Bob Avakian

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Robert Bruce Avakian (born March 7, 1943)[1] is an American political activist and Chairman of the Revolutionary Communist Party, USA (RCP).

Early life[edit]

Avakian was born in Washington, D.C., and grew up in Berkeley, California.[1] His father, Spurgeon Avakian, was an Armenian American lawyer, civil rights activist, and judge on the Alameda County, California superior court.[1][2][3]


As a young man, Avakian became involved with the Students for a Democratic Society at Berkeley, the Free Speech Movement[2] and the Black Panther Party.[4] In 1968, he wrote articles for the Peace and Freedom Party's publications[5] and in July 1969, he attended the Black Panther conference in Oakland, California.[6] By the time that SDS split into three factions in summer 1969, Avakian was a leading member of the Revolutionary Youth Movement II faction, and was their candidate for National Secretary. Although defeated for the top position by Mark Rudd of the faction soon known as Weatherman, Avakian was elected to the National Interim Committee.[7] During that period, Avakian was a leading member of the Bay Area Revolutionary Union.[8]

In the early 1970s, Avakian served time in jail for "desecrating the American flag" during a demonstration.[2] He was charged with assaulting a police officer in January 1979 at a demonstration in Washington DC to protest Deng Xiaoping's meeting with Jimmy Carter.[4][9][10] After receiving an arrest warrant, Avakian "jumped bail" and fled to France.[2] In 1980, he gave a speech to 200 protestors in downtown Oakland[11] and his police assault charges were dropped a few years later.[1][4]

In 2005 Avakian published an autobiography called From Ike to Mao and Beyond: My Journey from Mainstream America to Revolutionary Communist.[1][12][13]

Avakian has been the Revolutionary Communist Party's central committee chairman and national leader since 1979.[11][14]


Avakian and his philosophy have been criticized by Mike Ely[15] of the Kasama Project[16] and Mark Oppenheimer of The Boston Globe.[4]

Notable among the criticisms is that he and the RCP have been attempting to create a cult of personality around Avakian.[17][18][19]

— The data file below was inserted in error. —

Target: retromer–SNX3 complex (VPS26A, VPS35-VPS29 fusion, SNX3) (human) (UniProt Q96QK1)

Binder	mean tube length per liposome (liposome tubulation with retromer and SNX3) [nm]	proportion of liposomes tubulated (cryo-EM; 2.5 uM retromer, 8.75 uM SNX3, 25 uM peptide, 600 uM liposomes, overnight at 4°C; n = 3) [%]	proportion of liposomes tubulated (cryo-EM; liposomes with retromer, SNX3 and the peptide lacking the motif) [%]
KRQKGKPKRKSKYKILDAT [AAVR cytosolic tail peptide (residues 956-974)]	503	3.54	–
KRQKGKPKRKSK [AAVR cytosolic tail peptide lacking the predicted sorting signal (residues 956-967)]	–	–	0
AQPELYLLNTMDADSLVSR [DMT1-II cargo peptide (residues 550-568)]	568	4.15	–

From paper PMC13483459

1. ^ a b c d e Avakian, Bob (2005). From Ike to Mao and Beyond: My Journey from Mainstream America to Revolutionary Communist. Insight Press. ISBN 9780976023623. 
  2. ^ a b c d Baum, Richard (2010). China Watcher: Confessions of a Peking Tom (1st ed.). University of Washington Press. p. 241. ISBN 9780295800219. 
  3. ^ DelVecchio, Rick (February 2, 2002). "'Sparky' Avakian -- racism-fighting judge". San Francisco Chronicle. 
  4. ^ a b c d Oppenheimer, Mark (January 27, 2008). "Free Bob Avakian!". Boston Globe. 
  5. ^ Werkmen, Dirk (March 10, 1968). "Freedom: The Birth of a Party, 1968". Independent Star News. p. 5. 
  6. ^ Benson, George S. (March 28, 1972). "Looking Ahead". The Evening Independent. p. 11. 
  7. ^ Sale, Kirkpatrick (1974). SDS. New York: Vintage Books. pp. 412, 521, 566, 576, 592. ISBN 0394719654. 
  8. ^ Baker, Ross S. (November 22, 1970). "A History of The Weathermen". Express and News. 
  9. ^ Avakian, "Bob Avakian Speaks on the Mao Tsetung Defendants' Railroad and the Historic Battles Ahead", Introduction and pp. 18--21.
  10. ^ Athan G. Theoharis, "FBI Surveillance: Past and Present", Cornell Law Review, Vol. 69 (April 1984); and Peter Erlinder with Doug Cassel, “Bazooka Justice: The Case of the Mao Tse Tung Defendants – Overreaction Or Foreshadowing?”, Public Eye, Vol. II, No. 3&4 (1980), pp. 40--43.
  11. ^ a b "Scores arrested, Injured In May Day Violence". Logansport Pharos-Tribune. UPI. May 2, 1980. 
  12. ^ Jacobs, Ron (February 2005). "A Life of Revolution in a Country of Reaction". CounterPunch. Archived from the original on February 10, 2005. 
  13. ^ DelVecchio, Rick (April 29, 2005). "Berkeley: Memoir follows author's road to communism". San Francisco Chronicle. 
  14. ^ Unknown (December 6, 1979). "Communists get year sentence for disruption". The Daily Tar Heel. Chapel Hill, North Carolina. p. 2. 
  15. ^ Ely, Mike. "Letter 4: Truth, Practice and a Confession of Poverty". Kasama Project. 
  16. ^ "What Is Kasama". Kasama Project. Retrieved September 5, 2014. [permanent dead link]
  17. ^ "Free Bob Avakian!". Retrieved March 20, 2016. 
  18. ^ Jay Kinney (March 2016). "Reds and Feds". Retrieved March 20, 2016. 
  19. ^ "The Last Maoists of Cambridge". Harvard Political Review. Retrieved March 20, 2016. 

External links[edit]